The Labour Hire Licensing Act 2017 (Qld) commenced on 16th of April of this year. The Act establishes a mandatory licensing scheme for labour hire Employers, including providers based interstate or overseas who supply workers in Queensland.
While many Labour Hire providers who currently operate in Queensland will have reviewed their arrangements and submitted their license applications, many employers remain uncertain as to what constitutes ‘labour hire’.
In short, it will depend on the circumstances of the arrangements with clients. In particular, whether a full scope of services are being provided as opposed to the simple supply of labour to perform specific duties. In other words, where the primary purpose of the arrangement is other than the supply of labour, a labour hire license will not be required for the performance of that work.
Further clarification has been received on the matter from the Office of Industrial Relations in regards to particular examples.
In situations where the traffic control company is supplying its workers as labour only to a primary company, to perform their work, the traffic control company must hold a labour hire licence. For example:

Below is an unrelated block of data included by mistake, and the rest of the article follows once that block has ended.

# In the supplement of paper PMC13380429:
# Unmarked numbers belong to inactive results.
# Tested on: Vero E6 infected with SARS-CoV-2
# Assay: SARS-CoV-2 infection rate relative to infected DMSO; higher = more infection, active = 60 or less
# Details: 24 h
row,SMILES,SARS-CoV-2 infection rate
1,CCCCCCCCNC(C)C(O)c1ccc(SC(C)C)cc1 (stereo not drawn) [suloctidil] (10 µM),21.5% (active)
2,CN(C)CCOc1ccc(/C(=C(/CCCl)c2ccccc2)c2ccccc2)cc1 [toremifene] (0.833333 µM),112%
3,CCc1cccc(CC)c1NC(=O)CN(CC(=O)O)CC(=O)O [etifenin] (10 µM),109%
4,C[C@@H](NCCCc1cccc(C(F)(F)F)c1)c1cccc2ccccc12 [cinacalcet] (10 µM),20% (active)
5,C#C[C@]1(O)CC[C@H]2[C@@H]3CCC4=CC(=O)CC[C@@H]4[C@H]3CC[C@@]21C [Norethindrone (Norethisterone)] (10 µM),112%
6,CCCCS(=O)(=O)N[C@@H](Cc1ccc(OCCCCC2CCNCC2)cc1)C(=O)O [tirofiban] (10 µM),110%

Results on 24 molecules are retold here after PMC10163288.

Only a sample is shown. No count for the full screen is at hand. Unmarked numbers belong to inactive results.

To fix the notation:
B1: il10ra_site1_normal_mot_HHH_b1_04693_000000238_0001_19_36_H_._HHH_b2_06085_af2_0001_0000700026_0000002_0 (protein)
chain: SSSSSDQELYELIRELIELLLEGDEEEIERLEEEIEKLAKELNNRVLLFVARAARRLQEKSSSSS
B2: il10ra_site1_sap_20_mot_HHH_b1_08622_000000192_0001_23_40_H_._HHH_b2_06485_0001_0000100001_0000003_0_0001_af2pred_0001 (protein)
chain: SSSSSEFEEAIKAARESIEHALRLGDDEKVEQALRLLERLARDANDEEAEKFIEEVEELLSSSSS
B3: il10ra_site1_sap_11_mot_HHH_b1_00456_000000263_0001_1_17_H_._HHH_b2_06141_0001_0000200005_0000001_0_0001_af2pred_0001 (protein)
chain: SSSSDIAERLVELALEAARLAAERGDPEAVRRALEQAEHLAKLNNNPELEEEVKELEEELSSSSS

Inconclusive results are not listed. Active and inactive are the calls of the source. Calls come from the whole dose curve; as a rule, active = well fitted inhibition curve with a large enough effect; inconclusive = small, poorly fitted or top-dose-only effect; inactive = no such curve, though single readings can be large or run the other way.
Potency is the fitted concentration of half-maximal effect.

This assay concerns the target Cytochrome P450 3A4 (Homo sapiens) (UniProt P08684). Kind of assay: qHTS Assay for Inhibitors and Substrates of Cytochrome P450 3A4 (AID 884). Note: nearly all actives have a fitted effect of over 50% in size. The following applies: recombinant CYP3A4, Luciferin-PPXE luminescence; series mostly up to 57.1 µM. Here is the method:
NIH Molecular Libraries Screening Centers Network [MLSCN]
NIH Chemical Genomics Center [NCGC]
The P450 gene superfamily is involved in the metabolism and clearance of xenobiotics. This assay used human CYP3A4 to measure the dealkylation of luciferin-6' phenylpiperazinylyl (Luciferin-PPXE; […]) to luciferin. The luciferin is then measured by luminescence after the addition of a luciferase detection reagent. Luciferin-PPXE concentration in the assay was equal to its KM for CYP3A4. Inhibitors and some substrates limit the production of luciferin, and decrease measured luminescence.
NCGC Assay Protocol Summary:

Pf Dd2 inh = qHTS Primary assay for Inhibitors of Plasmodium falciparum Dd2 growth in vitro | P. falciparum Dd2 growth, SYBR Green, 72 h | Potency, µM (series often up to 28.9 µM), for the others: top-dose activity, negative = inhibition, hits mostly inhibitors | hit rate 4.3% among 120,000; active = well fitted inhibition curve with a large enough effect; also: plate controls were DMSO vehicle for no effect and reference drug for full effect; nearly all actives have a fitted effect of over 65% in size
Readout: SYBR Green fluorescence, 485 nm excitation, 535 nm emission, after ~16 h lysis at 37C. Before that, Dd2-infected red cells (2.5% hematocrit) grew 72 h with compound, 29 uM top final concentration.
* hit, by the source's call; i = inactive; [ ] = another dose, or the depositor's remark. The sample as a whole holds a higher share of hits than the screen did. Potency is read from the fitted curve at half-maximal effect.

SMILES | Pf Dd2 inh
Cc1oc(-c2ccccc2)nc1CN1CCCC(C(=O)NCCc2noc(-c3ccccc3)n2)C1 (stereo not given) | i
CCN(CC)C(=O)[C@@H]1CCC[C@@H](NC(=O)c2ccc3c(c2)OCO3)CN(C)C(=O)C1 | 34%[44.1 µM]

The primary company has already obtained the relevant permits and is responsible for ensuring conditions on the permit are met; and
The traffic control company supplies qualified workers to attend the site with signage.
In situations where the workers are working for the traffic control company in the performance of its obligations under the contract, rather than being supplied to work for a third party, a labour hire license will not be required. For example, the traffic control company:
makes arrangements for the closure of a road;
obtains the relevant permits including submitting a traffic management plan, having it approved, and the permit is issued in the traffic control company’s name; and
supplies a team of qualified workers to attend the site with a company vehicle and signage, ensuring no traffic, other than event traffic, enters the area.
Wet hire arrangements are not considered to be labour hire as the primary purpose of the arrangement is for the supply of plant with a required specialist allowing the plant to be used by the client. If an operator is supplied, without plant, to operate that business’ equipment, a labour hire license would be required.
The supply of road maintenance contractors will depend on the circumstances of the arrangement, similar to the traffic control examples above. Where there is a genuine subcontract to undertake a full scope of work on behalf of another business (e.g. maintenance of a guardrail network), a labour hire license will not be required. Where merely workers are supplied to perform the work of the client, even where tools are supplied, a labour hire licence will be required.